The purpose of kernel preemption is to lower scheduling latency. The result is improved system response and interactive feel of the system. The Linux kernel became preemptive with version 2.5.4. Previously, kernel code executed cooperatively. This meant a process—even a real-time one—could not preempt another process executing a system call in the kernel. Consequently, a lower priority process could priority invert a higher priority process by denying it access to the processor when it requested it. Even if the lower priority process' timeslice expired, it would continue running until it completed its work in the kernel or voluntarily relinquished control. If the higher priority process waiting to run is a text editor in which the user is typing or an MP3 player ready to refill its audio buffer, the result is poor interactive performance. Worse, if the higher priority process is a specialized real-time process, the result could be catastrophic.

Why was the kernel not preemptive from the start? Because it is more work to provide a preemptive kernel. If tasks in the kernel can reschedule at any moment, protection must be in place to prevent concurrent access to shared data. Thankfully, the issues a preemptive kernel creates are identical to the concerns raised by symmetrical multiprocessing (SMP). The mechanisms that provide protection under SMP were adapted easily to provide protection with kernel preemption. Thus, the kernel simply leverages SMP spinlocks as preemption markers. When code would hold a lock, preemption is similarly disabled. Otherwise, it is safe to preempt the current task.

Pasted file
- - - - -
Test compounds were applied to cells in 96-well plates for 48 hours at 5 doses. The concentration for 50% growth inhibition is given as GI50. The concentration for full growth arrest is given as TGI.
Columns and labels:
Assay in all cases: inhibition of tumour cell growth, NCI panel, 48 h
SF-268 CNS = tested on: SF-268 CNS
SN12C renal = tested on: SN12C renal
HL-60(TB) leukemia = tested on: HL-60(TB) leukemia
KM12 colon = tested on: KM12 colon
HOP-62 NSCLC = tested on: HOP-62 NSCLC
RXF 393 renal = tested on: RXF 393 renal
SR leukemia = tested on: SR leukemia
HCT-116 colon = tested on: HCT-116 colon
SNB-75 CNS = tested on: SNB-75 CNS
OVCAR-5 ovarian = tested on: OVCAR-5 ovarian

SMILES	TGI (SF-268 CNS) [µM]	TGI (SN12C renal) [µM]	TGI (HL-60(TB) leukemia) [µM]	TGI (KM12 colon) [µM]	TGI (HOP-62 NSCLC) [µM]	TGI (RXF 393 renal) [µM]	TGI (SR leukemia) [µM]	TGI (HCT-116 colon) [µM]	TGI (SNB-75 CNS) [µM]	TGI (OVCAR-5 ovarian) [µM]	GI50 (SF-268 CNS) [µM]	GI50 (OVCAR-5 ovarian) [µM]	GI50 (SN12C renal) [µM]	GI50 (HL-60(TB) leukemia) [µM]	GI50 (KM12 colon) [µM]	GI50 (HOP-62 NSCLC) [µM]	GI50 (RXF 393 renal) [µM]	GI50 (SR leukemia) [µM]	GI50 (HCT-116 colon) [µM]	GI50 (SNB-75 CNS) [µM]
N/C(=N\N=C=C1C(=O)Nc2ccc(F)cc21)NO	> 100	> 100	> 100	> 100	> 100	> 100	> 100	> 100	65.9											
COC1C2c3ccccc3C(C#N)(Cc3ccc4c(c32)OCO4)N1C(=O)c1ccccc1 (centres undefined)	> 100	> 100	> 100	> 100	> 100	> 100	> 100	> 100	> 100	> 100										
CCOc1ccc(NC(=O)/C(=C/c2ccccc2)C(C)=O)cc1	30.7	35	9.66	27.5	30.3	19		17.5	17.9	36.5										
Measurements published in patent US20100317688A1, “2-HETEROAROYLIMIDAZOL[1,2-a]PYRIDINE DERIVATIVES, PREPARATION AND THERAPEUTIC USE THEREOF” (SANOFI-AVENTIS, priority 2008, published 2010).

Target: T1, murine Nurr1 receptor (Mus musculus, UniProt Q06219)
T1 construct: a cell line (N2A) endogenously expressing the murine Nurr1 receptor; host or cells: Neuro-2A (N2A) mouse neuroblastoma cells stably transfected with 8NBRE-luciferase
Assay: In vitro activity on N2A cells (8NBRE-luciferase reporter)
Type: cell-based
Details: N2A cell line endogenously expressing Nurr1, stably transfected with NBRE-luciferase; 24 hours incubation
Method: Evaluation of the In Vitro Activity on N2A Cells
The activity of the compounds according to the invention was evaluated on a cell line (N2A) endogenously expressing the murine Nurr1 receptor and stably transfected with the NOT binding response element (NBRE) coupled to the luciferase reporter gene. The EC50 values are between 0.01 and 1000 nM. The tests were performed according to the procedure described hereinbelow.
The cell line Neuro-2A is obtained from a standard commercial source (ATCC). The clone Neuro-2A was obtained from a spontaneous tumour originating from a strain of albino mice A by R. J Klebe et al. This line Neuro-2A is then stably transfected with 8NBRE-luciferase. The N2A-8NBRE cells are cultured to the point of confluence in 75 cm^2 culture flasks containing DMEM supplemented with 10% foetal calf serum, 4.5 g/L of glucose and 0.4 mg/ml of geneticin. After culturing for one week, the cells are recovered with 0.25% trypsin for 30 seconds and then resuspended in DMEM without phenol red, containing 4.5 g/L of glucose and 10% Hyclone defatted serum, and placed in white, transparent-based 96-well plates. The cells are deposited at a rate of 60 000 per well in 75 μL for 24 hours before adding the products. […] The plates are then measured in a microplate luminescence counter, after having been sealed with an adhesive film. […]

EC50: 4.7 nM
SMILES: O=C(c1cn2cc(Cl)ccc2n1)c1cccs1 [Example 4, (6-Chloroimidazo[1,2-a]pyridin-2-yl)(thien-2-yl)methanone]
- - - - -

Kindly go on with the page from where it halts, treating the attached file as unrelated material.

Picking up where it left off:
Latency Improvements

Most likely, one can now see the next bottleneck. The preemptive kernel simply reduces scheduling latency from the entire length of kernel execution to the duration of spinlocks. It's definitely shorter, sure, but it's still a potential problem. Thankfully, reducing lock duration, which is equal to the length of time kernel preemption is disabled, is doable.

Kernel developers optimized kernel algorithms for lower latency. They primarily concentrated on the VM and virtual filesystem (VFS) and, consequently, greatly reduced the lock duration. The result is excellent system response. Users have observed worst-case scheduling latency in 2.5, even on average machines, at less than 500 nanoseconds.

Redesigned Block Layer

The block layer is the chunk of the kernel responsible for supporting block devices. Traditional UNIX systems support two general types of hardware devices, character devices and block devices. Character devices, such as serial ports and keyboards, manipulate data as a stream of characters, or bytes, one at a time. Conversely, block devices manipulate data in groups of a fixed size (called blocks). Block devices do not merely send or receive a stream of data; instead, any of their blocks are accessible. Moving to one block from another is called seeking. Examples of block devices include hard disks, CD-ROM drives and tape backup devices.